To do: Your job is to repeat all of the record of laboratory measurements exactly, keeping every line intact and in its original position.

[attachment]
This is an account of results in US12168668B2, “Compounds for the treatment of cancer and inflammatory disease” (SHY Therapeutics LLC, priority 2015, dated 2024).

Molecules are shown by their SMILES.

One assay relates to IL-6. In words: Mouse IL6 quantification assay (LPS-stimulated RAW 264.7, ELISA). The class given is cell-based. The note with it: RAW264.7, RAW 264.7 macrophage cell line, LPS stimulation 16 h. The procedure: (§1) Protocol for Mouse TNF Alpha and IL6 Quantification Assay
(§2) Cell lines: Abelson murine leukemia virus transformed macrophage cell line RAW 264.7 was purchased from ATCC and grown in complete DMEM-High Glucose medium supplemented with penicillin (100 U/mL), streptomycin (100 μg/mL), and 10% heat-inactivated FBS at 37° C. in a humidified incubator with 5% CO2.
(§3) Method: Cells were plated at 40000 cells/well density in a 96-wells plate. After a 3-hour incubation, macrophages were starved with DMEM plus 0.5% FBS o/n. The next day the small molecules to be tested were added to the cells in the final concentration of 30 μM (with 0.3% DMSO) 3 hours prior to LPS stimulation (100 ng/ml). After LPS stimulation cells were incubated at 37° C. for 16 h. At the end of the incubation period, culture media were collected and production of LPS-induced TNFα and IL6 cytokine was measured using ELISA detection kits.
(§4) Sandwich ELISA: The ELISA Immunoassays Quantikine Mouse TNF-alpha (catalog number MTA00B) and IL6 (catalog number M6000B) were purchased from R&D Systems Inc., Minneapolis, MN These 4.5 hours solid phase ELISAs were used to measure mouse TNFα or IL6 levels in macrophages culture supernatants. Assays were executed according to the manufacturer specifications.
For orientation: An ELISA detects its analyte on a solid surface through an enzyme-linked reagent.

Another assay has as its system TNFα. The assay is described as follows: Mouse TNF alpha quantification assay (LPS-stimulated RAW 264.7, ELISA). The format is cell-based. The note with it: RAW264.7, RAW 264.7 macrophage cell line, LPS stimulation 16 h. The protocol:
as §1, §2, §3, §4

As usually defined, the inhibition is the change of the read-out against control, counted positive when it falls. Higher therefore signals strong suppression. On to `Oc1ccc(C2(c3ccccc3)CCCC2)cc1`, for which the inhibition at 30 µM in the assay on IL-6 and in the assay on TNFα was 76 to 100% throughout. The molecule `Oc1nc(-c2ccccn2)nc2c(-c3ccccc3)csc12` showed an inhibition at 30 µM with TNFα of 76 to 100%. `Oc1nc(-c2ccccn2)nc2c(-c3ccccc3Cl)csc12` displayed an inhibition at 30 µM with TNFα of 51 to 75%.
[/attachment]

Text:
This is an account of results in US12168668B2, “Compounds for the treatment of cancer and inflammatory disease” (SHY Therapeutics LLC, priority 2015, dated 2024).

Molecules are shown by their SMILES.

One assay relates to IL-6. In words: Mouse IL6 quantification assay (LPS-stimulated RAW 264.7, ELISA). The class given is cell-based. The note with it: RAW264.7, RAW 264.7 macrophage cell line, LPS stimulation 16 h. The procedure: (§1) Protocol for Mouse TNF Alpha and IL6 Quantification Assay
(§2) Cell lines: Abelson murine leukemia virus transformed macrophage cell line RAW 264.7 was purchased from ATCC and grown in complete DMEM-High Glucose medium supplemented with penicillin (100 U/mL), streptomycin (100 μg/mL), and 10% heat-inactivated FBS at 37° C. in a humidified incubator with 5% CO2.
(§3) Method: Cells were plated at 40000 cells/well density in a 96-wells plate. After a 3-hour incubation, macrophages were starved with DMEM plus 0.5% FBS o/n. The next day the small molecules to be tested were added to the cells in the final concentration of 30 μM (with 0.3% DMSO) 3 hours prior to LPS stimulation (100 ng/ml). After LPS stimulation cells were incubated at 37° C. for 16 h. At the end of the incubation period, culture media were collected and production of LPS-induced TNFα and IL6 cytokine was measured using ELISA detection kits.
(§4) Sandwich ELISA: The ELISA Immunoassays Quantikine Mouse TNF-alpha (catalog number MTA00B) and IL6 (catalog number M6000B) were purchased from R&D Systems Inc., Minneapolis, MN These 4.5 hours solid phase ELISAs were used to measure mouse TNFα or IL6 levels in macrophages culture supernatants. Assays were executed according to the manufacturer specifications.
For orientation: An ELISA detects its analyte on a solid surface through an enzyme-linked reagent.

Another assay has as its system TNFα. The assay is described as follows: Mouse TNF alpha quantification assay (LPS-stimulated RAW 264.7, ELISA). The format is cell-based. The note with it: RAW264.7, RAW 264.7 macrophage cell line, LPS stimulation 16 h. The protocol:
as §1, §2, §3, §4

As usually defined, the inhibition is the change of the read-out against control, counted positive when it falls. Higher therefore signals strong suppression. On to `Oc1ccc(C2(c3ccccc3)CCCC2)cc1`, for which the inhibition at 30 µM in the assay on IL-6 and in the assay on TNFα was 76 to 100% throughout. The molecule `Oc1nc(-c2ccccn2)nc2c(-c3ccccc3)csc12` showed an inhibition at 30 µM with TNFα of 76 to 100%. `Oc1nc(-c2ccccn2)nc2c(-c3ccccc3Cl)csc12` displayed an inhibition at 30 µM with TNFα of 51 to 75%.